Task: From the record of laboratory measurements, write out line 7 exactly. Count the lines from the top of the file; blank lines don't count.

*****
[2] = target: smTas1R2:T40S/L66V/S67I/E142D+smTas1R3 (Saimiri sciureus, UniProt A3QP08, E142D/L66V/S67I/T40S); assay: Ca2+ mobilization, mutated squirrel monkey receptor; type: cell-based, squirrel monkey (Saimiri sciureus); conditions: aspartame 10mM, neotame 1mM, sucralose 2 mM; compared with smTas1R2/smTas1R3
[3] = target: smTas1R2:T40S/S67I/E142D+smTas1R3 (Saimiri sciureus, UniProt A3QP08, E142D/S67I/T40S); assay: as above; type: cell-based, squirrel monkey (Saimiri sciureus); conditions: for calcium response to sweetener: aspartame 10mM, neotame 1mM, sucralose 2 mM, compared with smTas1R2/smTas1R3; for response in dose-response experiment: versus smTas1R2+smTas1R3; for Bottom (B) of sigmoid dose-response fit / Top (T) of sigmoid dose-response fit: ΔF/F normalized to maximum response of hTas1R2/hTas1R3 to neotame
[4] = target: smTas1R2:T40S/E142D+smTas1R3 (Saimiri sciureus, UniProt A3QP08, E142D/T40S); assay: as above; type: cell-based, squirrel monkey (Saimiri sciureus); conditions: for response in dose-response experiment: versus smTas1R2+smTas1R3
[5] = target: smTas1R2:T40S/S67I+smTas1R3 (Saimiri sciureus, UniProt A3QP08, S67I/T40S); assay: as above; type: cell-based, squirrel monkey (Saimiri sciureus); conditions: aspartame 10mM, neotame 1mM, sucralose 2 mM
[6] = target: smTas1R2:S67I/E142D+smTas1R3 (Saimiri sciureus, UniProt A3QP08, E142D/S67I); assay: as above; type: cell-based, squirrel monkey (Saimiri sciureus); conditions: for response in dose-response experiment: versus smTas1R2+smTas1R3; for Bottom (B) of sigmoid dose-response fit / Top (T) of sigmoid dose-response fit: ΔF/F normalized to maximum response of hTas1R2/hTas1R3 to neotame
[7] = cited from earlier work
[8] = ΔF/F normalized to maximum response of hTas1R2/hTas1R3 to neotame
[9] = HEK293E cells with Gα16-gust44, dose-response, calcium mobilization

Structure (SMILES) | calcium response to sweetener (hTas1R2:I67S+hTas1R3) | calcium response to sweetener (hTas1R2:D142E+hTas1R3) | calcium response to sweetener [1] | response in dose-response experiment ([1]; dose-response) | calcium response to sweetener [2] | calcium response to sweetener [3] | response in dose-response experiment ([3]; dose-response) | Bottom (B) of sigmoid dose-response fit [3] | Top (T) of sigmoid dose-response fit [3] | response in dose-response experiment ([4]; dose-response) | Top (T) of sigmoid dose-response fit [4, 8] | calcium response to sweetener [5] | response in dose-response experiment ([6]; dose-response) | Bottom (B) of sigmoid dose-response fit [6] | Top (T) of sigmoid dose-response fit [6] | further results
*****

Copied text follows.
[8] = ΔF/F normalized to maximum response of hTas1R2/hTas1R3 to neotame